Commenting on the move by the only firm authorised to grow GM maize in the UK, the government said this week that Bayer's decision not to press ahead with commercialisation means that it is unlikely that GM crops will be grown in the UK for the 'foreseeable future'.
In a statement issued yesterday Bayer CropScience said that although it welcomed the UK government's policy announcement in March that Chardon LL was both safe and effective, there were drawbacks.
"The government has placed a number of constraints on this conditional approval before the commercial cultivation of GM forage maize can proceed in the UK," the firm said.
"The specific details of these conditions are still not available and thus will result in yet another open-ended period of delay. These uncertainties and undefined timelines will make this five year old variety economically unviable," added Bayer.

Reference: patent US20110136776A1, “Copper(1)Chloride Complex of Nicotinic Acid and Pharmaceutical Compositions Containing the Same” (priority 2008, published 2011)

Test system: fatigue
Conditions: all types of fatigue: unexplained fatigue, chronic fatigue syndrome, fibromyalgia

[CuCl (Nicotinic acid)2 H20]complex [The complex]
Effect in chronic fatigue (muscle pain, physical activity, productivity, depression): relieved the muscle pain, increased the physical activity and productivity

CORDIS reports that UK Environment minister Elliot Morley purportedly defended the government's approach to the commercialisation of GM maize. "We do not apologise for the fact that there is a tough EU-wide regulatory regime on GMs. It applies to the whole of the EU, not just the UK," he said.
"We always said it would be for the market to decide the viability of growing and selling GM once the government assessed safety and risk. [The Prime Minister's] strategy unit report on the costs and benefits of GM last year did say there would be limited short term commercial benefits in the UK for growing GM," Morley concluded.
Only a small amount of whole maize kernel is consumed by humans. Maize oil is extracted from the germ of the maize kernel and maize is also a raw material in the manufacture of starch. A complex refining process converts the majority of this starch into sweeteners, syrups and fermentation products, including ethanol. Refined maize products, sweeteners, starch, and oil are abundant in processed foods such as breakfast cereals, dairy goods, and chewing gum.